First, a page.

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Lessons in the Lutheran Confessions
The Large Catechism – part 54

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From the Word: 32 And there, he engraved upon the stones a copy of the law of Moses, which he inscribed in the presence of the children of Israel. 33 And all Israel, foreigner and native, with their elders and officers and their judges, stood on both sides of the ark before the Levitical priests who bore the ark of the covenant of the Lord—half of them in front of Mount Gerizim, and half of them in front of Mount Ebal—as Moses the servant of the Lord had commanded at the beginning, to bless the people of Israel. 34 And afterward, he read all the words of the law, the blessing and the curse, according to all that is written in the scroll of the law. 35 There was not a word of all that Moses commanded, that Joshua did not read before all the assembly of Israel, and the women, and the little ones, and the sojourners who were among them. (Joshua 8:32–35)

From the ConfessionsThe Large Catechism, The Ten Commandments

The First Commandment

You shall have no other gods before me.

Let everyone, then, be careful to esteem this commandment above all things and not regard it lightly. Search and examine your heart diligently, and you will discover whether or not it cleaves to God alone. If you have a heart that expects nothing but what is good from him, especially in need and distress, and that renounces and forsakes everything that is not God, then you have the only true God. If, on the other hand, your heart embraces anything else, from which it expects more good and help than from God, and does not take refuge in him, but in times of trouble flees from him, then you have an idol, another god.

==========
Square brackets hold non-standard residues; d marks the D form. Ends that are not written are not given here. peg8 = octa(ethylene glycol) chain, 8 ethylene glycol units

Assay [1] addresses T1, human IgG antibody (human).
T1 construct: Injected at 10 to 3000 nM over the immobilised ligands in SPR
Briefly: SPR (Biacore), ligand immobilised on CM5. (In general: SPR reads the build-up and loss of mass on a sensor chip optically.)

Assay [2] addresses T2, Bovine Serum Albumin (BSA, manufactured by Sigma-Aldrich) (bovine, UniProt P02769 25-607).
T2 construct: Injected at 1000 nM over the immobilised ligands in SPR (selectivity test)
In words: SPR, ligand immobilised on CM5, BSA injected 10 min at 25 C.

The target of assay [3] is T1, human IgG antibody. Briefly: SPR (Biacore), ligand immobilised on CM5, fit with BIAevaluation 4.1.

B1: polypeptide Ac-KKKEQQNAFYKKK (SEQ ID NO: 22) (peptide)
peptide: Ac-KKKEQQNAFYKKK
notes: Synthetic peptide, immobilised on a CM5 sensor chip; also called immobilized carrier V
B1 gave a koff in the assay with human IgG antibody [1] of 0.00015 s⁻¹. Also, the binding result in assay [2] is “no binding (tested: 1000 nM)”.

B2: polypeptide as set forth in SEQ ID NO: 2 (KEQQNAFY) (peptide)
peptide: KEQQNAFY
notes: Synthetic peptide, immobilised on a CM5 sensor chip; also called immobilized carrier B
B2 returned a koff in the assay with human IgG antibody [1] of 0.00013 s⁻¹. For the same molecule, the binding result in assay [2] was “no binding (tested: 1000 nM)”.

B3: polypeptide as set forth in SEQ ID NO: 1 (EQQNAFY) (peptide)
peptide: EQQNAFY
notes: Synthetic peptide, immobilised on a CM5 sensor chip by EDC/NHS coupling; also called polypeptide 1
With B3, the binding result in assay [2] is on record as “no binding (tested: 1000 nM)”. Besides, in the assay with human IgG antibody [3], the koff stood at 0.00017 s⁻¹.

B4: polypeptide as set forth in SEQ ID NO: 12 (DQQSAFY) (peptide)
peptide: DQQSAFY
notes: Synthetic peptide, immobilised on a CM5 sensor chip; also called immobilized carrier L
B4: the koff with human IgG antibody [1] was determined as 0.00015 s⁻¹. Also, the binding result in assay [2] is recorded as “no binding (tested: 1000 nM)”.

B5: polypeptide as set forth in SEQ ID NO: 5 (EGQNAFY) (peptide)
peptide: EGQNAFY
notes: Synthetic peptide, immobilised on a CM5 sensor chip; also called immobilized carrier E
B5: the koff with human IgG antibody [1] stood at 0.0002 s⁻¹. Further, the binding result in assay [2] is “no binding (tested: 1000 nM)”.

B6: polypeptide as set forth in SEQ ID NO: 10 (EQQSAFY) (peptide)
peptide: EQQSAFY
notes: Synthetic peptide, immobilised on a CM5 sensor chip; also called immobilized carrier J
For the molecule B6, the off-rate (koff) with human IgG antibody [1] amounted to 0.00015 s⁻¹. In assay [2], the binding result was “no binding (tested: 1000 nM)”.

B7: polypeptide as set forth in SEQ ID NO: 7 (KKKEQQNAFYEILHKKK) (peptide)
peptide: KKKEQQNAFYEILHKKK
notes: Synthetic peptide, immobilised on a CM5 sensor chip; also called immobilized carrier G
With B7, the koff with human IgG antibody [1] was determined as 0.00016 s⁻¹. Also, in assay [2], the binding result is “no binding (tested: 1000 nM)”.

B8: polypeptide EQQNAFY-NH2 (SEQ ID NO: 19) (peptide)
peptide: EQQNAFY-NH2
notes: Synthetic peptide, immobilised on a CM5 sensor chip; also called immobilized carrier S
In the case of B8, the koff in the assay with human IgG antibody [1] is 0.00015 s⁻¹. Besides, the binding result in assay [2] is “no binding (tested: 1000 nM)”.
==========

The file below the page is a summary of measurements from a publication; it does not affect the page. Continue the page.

Pulling It Together: If you have ever watched someone incise a single letter into slate, you can imagine how long it took Joshua to engrave the whole law on the altar at Mt. Ebal. If you were an Israelite, having just passed through Jericho and Ai with Joshua, you would not need to imagine. You would have taken note how long it took him because it would have been the central activity in all of Israel. After engraving the law, he read it to all the people. Now here, you need not imagine. As he read the law to them, would it have convicted them of any sins? When it is read to you, or when you read it, hopefully, you feel guilty too. I say hopefully, because there in the midst of your guilt, having trespassed the commandments of the Lord, you have the opportunity to keep the law. You have the occasion for faith.

When you are guilty and your conscience troubles you, do you run to the bedroom to sleep away your shame? Do you turn to a bottle, to increased work, the gym, or any other diversion? Or do you turn to the Lord, expecting all good, especially that best and greatest of all good things: forgiveness in the name of the Father and of the Son and of the Holy Spirit? If, in your guilt, you turn to God, then you have honored him as God above all else—even above your own sin. And in this, you may know that yours is no religious idol, but instead, the one true God.

Prayer: Forgive me my trespasses, Lord. Amen.

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